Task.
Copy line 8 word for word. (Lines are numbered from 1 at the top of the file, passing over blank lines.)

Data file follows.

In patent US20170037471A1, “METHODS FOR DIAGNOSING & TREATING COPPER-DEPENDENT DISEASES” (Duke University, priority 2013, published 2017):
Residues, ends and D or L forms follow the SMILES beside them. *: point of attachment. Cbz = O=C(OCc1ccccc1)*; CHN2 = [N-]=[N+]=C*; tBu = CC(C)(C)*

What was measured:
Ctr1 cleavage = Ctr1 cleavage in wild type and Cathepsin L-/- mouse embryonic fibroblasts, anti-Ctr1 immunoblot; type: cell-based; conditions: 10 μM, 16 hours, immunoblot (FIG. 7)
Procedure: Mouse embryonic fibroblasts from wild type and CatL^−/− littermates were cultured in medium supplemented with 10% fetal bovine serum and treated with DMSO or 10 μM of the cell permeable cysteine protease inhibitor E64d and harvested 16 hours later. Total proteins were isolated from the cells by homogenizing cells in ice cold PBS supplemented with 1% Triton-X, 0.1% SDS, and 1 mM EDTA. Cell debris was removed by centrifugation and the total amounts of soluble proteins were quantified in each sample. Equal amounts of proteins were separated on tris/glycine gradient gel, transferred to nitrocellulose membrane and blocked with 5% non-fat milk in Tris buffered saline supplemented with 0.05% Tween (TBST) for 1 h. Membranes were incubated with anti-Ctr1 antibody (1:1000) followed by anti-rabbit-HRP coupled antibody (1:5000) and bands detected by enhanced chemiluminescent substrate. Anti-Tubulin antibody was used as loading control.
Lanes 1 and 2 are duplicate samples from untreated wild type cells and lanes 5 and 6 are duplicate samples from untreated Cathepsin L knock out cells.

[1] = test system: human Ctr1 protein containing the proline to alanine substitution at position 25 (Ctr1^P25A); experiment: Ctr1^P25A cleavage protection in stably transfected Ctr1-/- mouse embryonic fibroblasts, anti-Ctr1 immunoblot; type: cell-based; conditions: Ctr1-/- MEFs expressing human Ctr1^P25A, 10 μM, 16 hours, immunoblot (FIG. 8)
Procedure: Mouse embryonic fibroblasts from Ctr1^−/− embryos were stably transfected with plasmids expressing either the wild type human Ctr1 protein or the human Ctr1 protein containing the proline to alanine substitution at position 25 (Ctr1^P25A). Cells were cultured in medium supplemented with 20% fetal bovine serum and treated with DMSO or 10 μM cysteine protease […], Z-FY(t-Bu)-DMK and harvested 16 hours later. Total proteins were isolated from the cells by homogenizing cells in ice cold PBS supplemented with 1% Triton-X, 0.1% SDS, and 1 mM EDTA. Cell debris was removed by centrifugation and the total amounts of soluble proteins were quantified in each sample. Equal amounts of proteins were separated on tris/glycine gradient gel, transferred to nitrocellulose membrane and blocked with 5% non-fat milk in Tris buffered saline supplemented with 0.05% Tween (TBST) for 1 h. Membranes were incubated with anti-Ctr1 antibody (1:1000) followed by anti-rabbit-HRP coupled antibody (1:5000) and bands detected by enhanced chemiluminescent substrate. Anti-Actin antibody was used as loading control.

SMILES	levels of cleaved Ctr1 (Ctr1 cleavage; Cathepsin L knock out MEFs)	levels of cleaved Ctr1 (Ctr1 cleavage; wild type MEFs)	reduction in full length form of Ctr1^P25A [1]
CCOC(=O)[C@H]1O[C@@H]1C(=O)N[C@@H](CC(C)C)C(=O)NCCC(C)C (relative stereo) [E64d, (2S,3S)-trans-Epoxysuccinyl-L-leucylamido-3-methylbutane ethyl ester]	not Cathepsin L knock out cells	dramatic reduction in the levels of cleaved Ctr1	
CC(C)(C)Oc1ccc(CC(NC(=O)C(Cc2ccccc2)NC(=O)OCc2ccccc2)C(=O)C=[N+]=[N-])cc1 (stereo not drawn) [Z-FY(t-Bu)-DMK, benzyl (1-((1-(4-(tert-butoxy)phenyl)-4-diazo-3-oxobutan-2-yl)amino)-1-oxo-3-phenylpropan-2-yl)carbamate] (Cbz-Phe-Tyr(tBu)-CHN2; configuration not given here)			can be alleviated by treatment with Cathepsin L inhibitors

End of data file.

Procedure: Mouse embryonic fibroblasts from Ctr1^−/− embryos were stably transfected with plasmids expressing either the wild type human Ctr1 protein or the human Ctr1 protein containing the proline to alanine substitution at position 25 (Ctr1^P25A). Cells were cultured in medium supplemented with 20% fetal bovine serum and treated with DMSO or 10 μM cysteine protease […], Z-FY(t-Bu)-DMK and harvested 16 hours later. Total proteins were isolated from the cells by homogenizing cells in ice cold PBS supplemented with 1% Triton-X, 0.1% SDS, and 1 mM EDTA. Cell debris was removed by centrifugation and the total amounts of soluble proteins were quantified in each sample. Equal amounts of proteins were separated on tris/glycine gradient gel, transferred to nitrocellulose membrane and blocked with 5% non-fat milk in Tris buffered saline supplemented with 0.05% Tween (TBST) for 1 h. Membranes were incubated with anti-Ctr1 antibody (1:1000) followed by anti-rabbit-HRP coupled antibody (1:5000) and bands detected by enhanced chemiluminescent substrate. Anti-Actin antibody was used as loading control.